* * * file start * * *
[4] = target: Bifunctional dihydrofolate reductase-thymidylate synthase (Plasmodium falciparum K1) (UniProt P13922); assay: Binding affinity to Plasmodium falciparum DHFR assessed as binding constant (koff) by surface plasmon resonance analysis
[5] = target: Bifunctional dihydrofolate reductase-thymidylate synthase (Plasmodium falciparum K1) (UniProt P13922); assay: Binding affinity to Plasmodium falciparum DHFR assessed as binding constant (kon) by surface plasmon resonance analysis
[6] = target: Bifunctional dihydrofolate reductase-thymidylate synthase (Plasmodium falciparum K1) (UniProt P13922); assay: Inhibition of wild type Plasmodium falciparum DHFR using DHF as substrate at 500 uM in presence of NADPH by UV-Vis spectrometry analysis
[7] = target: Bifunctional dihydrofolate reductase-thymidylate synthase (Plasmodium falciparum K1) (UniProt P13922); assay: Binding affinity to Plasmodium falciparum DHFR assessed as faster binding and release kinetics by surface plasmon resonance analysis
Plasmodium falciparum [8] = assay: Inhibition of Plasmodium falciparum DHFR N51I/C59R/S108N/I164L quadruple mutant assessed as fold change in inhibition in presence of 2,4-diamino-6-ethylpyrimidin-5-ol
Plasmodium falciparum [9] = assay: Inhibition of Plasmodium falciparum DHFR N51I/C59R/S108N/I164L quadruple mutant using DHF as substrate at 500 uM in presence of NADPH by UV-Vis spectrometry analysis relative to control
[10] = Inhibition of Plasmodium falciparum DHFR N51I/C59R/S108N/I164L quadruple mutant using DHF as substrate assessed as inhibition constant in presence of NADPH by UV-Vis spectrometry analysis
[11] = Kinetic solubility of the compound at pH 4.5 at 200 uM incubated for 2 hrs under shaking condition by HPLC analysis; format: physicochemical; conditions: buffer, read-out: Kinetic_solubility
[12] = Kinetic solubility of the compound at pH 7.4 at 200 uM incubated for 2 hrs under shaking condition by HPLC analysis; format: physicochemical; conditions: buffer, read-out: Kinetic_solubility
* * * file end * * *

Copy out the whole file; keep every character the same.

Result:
[4] = target: Bifunctional dihydrofolate reductase-thymidylate synthase (Plasmodium falciparum K1) (UniProt P13922); assay: Binding affinity to Plasmodium falciparum DHFR assessed as binding constant (koff) by surface plasmon resonance analysis
[5] = target: Bifunctional dihydrofolate reductase-thymidylate synthase (Plasmodium falciparum K1) (UniProt P13922); assay: Binding affinity to Plasmodium falciparum DHFR assessed as binding constant (kon) by surface plasmon resonance analysis
[6] = target: Bifunctional dihydrofolate reductase-thymidylate synthase (Plasmodium falciparum K1) (UniProt P13922); assay: Inhibition of wild type Plasmodium falciparum DHFR using DHF as substrate at 500 uM in presence of NADPH by UV-Vis spectrometry analysis
[7] = target: Bifunctional dihydrofolate reductase-thymidylate synthase (Plasmodium falciparum K1) (UniProt P13922); assay: Binding affinity to Plasmodium falciparum DHFR assessed as faster binding and release kinetics by surface plasmon resonance analysis
Plasmodium falciparum [8] = assay: Inhibition of Plasmodium falciparum DHFR N51I/C59R/S108N/I164L quadruple mutant assessed as fold change in inhibition in presence of 2,4-diamino-6-ethylpyrimidin-5-ol
Plasmodium falciparum [9] = assay: Inhibition of Plasmodium falciparum DHFR N51I/C59R/S108N/I164L quadruple mutant using DHF as substrate at 500 uM in presence of NADPH by UV-Vis spectrometry analysis relative to control
[10] = Inhibition of Plasmodium falciparum DHFR N51I/C59R/S108N/I164L quadruple mutant using DHF as substrate assessed as inhibition constant in presence of NADPH by UV-Vis spectrometry analysis
[11] = Kinetic solubility of the compound at pH 4.5 at 200 uM incubated for 2 hrs under shaking condition by HPLC analysis; format: physicochemical; conditions: buffer, read-out: Kinetic_solubility
[12] = Kinetic solubility of the compound at pH 7.4 at 200 uM incubated for 2 hrs under shaking condition by HPLC analysis; format: physicochemical; conditions: buffer, read-out: Kinetic_solubility